If you’re like most climbers, daydreams of towering cliffs, spectacular routes and idealistic goals accompany you throughout the work day. Many online avenues indulge these musings, offering a small escape from the grind. Websites like Mountain Project, Dead Point Magazine, Climbing Narc and the little-known but award winning* blog Climbing House all provide ample fuel to keep our reveries alive and well.
*Regional Champions of the Region
Despite the instant ocean of climbing spray, banter and media that can be sniffed out by a mouse, print is still king. Climbing magazine has a readership of 150,000 people, including a hard-copy circulation of 45,000. There is good reason for this. Climbing employs professional writers, editors, and photographers to conduct exceptional journalism on the worldwide frontiers of the sport. Not surprisingly, their content is consistently high quality, their images are compelling and their readership is loyal and has grown over time.
Like many magazines, from Mother Jones to the Econimist, Climbing publishes letters and welcomes content from freelance writers and photographers. I was thrilled to have a piece published in the November issue titled, “Run For Your Life.” The 1-page Tech Tip discussed the advantages of a ground runner belay technique I first detailed here on ClimbingHouse.
Authoring an article for Climbing was unique, educational and fun. I originally sent the piece as a letter in response to a feature in a back issue of Climbing. That feature mentioned use of the ground runner belay but did not detail the technique. Shortly thereafter, Jeff Achey, Climbing’s technical editor, sent me an email asking if I’d be interested in working the topic into a Tech Tip. In the weeks that followed, we exchanged drafts and ideas, gradually approaching a final piece.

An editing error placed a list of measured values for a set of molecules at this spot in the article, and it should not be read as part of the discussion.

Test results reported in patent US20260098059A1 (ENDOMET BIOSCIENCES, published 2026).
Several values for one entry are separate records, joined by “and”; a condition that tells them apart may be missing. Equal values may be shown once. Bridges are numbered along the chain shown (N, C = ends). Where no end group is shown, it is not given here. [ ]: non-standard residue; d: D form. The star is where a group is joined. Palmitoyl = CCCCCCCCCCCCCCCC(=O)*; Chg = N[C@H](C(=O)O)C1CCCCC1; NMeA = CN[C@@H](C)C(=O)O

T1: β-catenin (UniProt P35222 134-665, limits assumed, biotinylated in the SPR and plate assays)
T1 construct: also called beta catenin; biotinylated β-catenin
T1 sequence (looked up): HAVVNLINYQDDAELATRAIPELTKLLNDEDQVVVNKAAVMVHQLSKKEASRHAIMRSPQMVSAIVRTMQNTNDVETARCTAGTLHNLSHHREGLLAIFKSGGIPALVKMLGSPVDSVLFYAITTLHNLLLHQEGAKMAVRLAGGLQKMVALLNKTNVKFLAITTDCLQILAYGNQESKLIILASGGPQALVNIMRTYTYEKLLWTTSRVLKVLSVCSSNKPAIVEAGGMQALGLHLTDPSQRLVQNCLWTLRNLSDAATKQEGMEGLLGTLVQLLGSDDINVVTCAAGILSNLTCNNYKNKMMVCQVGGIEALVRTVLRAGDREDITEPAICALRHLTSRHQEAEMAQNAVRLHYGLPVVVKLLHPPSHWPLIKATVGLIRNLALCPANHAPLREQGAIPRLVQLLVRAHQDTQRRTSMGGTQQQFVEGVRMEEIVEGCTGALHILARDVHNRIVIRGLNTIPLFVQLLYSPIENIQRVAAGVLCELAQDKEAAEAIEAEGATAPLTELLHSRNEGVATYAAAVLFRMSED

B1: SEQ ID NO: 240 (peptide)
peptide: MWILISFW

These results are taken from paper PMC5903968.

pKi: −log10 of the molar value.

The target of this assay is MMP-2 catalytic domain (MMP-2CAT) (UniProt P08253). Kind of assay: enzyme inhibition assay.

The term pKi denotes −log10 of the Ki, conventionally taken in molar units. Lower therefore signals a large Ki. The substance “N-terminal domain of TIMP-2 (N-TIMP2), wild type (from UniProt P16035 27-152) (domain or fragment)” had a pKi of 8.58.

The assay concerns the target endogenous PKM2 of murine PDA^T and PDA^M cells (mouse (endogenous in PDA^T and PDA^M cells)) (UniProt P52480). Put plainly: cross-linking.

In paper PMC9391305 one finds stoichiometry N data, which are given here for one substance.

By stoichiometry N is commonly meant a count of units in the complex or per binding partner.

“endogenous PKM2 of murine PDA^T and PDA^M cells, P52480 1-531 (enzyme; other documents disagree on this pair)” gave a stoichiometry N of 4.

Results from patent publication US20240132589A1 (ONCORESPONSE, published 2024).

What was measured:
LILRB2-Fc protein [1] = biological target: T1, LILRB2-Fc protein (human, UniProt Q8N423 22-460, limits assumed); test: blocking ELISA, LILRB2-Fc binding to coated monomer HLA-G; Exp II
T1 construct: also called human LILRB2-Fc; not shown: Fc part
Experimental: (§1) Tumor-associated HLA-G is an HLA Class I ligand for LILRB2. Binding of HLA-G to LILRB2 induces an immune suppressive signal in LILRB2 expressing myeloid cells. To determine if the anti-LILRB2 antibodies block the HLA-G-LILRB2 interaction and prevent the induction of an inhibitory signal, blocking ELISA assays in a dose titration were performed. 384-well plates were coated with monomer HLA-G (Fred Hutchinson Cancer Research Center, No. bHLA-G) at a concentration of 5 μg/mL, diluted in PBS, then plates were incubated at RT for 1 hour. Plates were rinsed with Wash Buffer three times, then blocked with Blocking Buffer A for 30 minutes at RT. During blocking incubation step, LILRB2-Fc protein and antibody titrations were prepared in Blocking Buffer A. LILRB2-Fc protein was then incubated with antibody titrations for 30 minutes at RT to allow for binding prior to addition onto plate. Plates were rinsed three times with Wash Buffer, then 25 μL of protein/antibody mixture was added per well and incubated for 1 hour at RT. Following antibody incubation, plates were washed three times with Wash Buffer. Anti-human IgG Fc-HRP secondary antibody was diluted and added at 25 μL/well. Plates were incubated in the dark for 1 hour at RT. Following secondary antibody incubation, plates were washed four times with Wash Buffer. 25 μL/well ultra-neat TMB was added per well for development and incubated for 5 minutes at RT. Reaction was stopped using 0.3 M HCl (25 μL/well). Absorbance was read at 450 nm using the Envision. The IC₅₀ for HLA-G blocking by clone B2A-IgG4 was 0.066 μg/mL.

An editor must make sure a piece flows well, isn’t overly cumbersome and will maintain a reader’s interest, all while fitting into a very limited and valuable space (the 1/3 page add accompanying my article likely cost more than $2,000). This can be challenging when dealing with a technical and mathematical entry like the ground runner belay analysis. The writer should advocate for the inclusion of information important for the accurate and complete picture of the topic. Between the writer and editor, hopefully a clear, concise and entertaining product emerges.
Also unlike the blogosphere, contributors to the major print media get paid. For a graduate student, a little extra cash during the holiday season is nice to have.
Check out the final piece in the November issue of Climbing magazine or here in Climbing’s online Tech Tips.
Thanks to Jeff Achey for patient, quality and detailed editing and to Jamie Givens for a fantastic illustration.